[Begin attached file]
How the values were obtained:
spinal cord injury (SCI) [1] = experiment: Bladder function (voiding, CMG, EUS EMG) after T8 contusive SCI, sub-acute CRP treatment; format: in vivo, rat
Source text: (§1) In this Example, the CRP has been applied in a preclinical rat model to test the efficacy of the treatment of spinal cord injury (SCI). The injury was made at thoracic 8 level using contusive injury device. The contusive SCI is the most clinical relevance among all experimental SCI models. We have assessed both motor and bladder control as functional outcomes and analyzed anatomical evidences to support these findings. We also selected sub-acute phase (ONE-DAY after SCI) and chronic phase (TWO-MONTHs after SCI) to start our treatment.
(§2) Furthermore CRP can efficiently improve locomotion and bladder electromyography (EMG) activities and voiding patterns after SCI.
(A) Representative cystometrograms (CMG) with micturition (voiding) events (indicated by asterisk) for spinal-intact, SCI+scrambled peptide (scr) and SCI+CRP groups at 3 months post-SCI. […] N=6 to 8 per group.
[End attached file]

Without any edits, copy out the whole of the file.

How the values were obtained:
spinal cord injury (SCI) [1] = experiment: Bladder function (voiding, CMG, EUS EMG) after T8 contusive SCI, sub-acute CRP treatment; format: in vivo, rat
Source text: (§1) In this Example, the CRP has been applied in a preclinical rat model to test the efficacy of the treatment of spinal cord injury (SCI). The injury was made at thoracic 8 level using contusive injury device. The contusive SCI is the most clinical relevance among all experimental SCI models. We have assessed both motor and bladder control as functional outcomes and analyzed anatomical evidences to support these findings. We also selected sub-acute phase (ONE-DAY after SCI) and chronic phase (TWO-MONTHs after SCI) to start our treatment.
(§2) Furthermore CRP can efficiently improve locomotion and bladder electromyography (EMG) activities and voiding patterns after SCI.
(A) Representative cystometrograms (CMG) with micturition (voiding) events (indicated by asterisk) for spinal-intact, SCI+scrambled peptide (scr) and SCI+CRP groups at 3 months post-SCI. […] N=6 to 8 per group.